Arts

7:30am

Wed January 8, 2014
The Two-Way

Book News: Biography Of Fox's Roger Ailes Alleges Sexism, Anti-Semitism

Originally published on Wed January 8, 2014 9:56 am

Fox News Channel chief Roger Ailes attends a 2012 Hollywood Reporter celebration of "The 35 Most Powerful People in Media" in New York City.
Stephen Lovekin Getty Images

The daily lowdown on books, publishing, and the occasional author behaving badly.

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7:02am

Wed January 8, 2014
New In Paperback

Jan. 5-11: A Beer Empire, A Habit Explainer And A New Kind Of Warfare

Originally published on Wed January 8, 2014 10:31 am

August A. Busch (center) and his sons, Adolphus III (left) and August Jr., seal the first case of beer off the Anheuser-Busch bottling plant line in St. Louis on April 7, 1933, when the sale of low-alcohol beers and wines was once again legal. Prohibition didn't officially end until Dec. 5 of that year.
AP

*Some of the language in the summaries above has been provided by publishers.

Copyright 2014 NPR. To see more, visit http://www.npr.org/.

6:02am

Wed January 8, 2014
The Salt

A Cheesy Meltdown: Kraft Warns Of Velveeta Shortage

Originally published on Thu January 9, 2014 1:24 pm

According to an AdvertisingAge report, Velveeta may be a little hard to come by in some areas over the next few weeks.
Paul Sakuma AP

If I say Super Bowl food, you think ... Velveeta? Maybe Velveeta with Ro*Tel.

Oh, yes. Ro*Tel's Famous Con Queso.

What could be more Sunday-in-January-indulgent than hot, creamy, processed cheese mixed with diced tomatoes & green chilies.

I have to admit, I've scooped up my share of con queso on a nacho chip or two.

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7:21pm

Tue January 7, 2014
The Salt

Think You're Cold And Hungry? Try Eating In Antarctica

Originally published on Thu January 9, 2014 1:24 pm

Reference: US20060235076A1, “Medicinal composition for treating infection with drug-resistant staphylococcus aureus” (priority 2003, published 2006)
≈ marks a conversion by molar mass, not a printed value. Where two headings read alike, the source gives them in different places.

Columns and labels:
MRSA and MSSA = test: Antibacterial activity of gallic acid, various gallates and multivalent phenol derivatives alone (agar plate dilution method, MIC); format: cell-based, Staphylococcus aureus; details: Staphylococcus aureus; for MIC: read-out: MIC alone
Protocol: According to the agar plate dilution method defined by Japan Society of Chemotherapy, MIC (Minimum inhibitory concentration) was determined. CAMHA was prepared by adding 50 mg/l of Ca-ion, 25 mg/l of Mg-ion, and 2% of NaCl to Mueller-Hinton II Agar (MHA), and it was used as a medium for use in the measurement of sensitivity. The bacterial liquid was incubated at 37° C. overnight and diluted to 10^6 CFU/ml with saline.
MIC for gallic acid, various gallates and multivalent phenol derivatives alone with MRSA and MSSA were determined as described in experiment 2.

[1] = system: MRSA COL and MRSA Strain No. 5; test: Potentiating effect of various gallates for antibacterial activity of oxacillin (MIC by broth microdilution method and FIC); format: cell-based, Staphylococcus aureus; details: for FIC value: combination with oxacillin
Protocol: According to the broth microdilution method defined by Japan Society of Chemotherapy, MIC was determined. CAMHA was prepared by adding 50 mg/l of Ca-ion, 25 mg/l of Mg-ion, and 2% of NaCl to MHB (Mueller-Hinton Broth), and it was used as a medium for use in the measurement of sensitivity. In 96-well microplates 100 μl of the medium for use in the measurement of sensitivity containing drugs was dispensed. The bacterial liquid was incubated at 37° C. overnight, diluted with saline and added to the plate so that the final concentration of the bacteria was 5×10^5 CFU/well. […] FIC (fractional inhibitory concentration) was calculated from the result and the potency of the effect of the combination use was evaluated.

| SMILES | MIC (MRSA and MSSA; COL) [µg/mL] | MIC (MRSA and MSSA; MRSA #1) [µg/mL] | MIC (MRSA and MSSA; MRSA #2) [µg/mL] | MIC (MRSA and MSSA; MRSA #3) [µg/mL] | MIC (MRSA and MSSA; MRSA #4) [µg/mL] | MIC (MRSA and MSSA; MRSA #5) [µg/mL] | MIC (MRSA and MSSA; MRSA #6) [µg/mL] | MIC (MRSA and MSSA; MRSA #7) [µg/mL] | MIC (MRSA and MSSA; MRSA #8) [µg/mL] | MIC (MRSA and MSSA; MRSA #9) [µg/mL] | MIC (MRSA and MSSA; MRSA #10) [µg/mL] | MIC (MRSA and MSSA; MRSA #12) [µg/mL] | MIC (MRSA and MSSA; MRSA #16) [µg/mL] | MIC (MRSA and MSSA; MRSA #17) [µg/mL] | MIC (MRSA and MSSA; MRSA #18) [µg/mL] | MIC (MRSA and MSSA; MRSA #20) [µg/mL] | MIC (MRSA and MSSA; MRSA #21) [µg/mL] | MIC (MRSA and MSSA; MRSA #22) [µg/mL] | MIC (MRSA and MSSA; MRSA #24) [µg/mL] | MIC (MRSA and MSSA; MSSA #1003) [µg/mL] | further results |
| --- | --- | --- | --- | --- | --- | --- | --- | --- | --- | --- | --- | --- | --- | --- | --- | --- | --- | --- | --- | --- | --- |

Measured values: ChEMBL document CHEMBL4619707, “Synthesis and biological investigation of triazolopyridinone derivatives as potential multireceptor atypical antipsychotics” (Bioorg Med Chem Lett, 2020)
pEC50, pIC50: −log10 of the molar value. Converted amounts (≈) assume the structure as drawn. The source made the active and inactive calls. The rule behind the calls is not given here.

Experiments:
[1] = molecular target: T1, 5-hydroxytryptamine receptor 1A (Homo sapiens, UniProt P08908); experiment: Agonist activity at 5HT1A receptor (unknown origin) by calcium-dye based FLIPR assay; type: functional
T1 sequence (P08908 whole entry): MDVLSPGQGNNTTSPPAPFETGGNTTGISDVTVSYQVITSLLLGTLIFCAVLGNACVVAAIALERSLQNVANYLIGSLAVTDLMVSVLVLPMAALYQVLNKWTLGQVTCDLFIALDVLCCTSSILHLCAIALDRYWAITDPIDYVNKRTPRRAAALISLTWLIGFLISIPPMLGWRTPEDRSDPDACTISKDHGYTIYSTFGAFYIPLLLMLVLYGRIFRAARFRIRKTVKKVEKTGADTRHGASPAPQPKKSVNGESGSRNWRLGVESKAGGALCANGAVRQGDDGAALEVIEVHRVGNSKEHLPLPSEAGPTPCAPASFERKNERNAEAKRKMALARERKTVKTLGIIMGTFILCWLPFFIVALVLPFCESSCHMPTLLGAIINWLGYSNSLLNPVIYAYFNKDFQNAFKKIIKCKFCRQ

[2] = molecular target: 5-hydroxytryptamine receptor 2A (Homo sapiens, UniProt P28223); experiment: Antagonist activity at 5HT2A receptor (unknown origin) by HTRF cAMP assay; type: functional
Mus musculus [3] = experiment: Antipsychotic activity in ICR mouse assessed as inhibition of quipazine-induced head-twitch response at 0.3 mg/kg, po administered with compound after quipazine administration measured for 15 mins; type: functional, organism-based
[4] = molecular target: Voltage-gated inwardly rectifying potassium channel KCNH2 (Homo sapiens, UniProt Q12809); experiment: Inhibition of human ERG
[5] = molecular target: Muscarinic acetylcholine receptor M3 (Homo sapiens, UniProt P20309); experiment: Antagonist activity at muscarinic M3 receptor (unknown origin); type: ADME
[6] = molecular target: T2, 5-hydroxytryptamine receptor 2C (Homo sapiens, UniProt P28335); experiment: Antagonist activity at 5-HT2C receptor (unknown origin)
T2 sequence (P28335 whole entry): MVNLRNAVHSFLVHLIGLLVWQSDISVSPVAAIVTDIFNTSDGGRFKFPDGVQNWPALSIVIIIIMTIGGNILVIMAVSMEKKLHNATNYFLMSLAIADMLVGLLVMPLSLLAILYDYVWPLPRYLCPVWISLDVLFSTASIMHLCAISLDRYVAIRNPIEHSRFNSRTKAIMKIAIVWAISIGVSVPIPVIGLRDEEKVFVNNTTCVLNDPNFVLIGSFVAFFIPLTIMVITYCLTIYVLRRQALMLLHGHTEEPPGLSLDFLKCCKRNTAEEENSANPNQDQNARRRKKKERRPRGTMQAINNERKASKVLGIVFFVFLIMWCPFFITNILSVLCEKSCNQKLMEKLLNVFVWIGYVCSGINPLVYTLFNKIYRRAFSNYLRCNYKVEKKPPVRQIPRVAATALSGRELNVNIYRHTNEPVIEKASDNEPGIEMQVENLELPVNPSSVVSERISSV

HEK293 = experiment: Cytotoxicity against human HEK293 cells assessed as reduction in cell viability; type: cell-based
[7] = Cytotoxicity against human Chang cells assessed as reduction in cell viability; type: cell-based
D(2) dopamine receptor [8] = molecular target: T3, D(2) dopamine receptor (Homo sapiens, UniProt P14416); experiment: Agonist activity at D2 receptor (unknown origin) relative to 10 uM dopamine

Morrie Fisher drinks at Mawson Station, an Australian base in East Antarctica, in 1957. Apparently, these sorts of amusements tend to pop up when you're bored in a barren landscape.
Courtesy of the Australian Antarctic Division

If the icy blast of polar air that's descended upon much of the U.S. over the last couple of days has you reaching for the cookie jar for comfort — and ready to give up on those New Year's resolutions — then seriously? It's time to toughen up. Just think: At least you're not in the Antarctic.

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7:05pm

Tue January 7, 2014
The Salt

Top Diets Of 2014 (Hint: It's Probably Not What You Think)

Originally published on Thu January 9, 2014 1:27 pm

Spanish rice dinner that could qualify for the top-ranked DASH diet. Here's the DASH-approved recipe." href="/post/top-diets-2014-hint-its-probably-not-what-you-think" class="noexit lightbox">
Keep the rice brown and the skin off the chicken for a Spanish rice dinner that could qualify for the top-ranked DASH diet. Here's the DASH-approved recipe.
iStockphoto.com

U.S. News has ranked 32 diets, and which one comes out on top?

The DASH diet. It's an acronym for a dreadfully dull name, the Dietary Approaches to Stop Hypertension diet. Haven't heard of it?

True, it doesn't get much buzz.

But it's been around for a long time, and there's solid evidence that it works, not just for weight control but also to lower high blood pressure (a condition that affects 1 in 3 adults in the U.S.).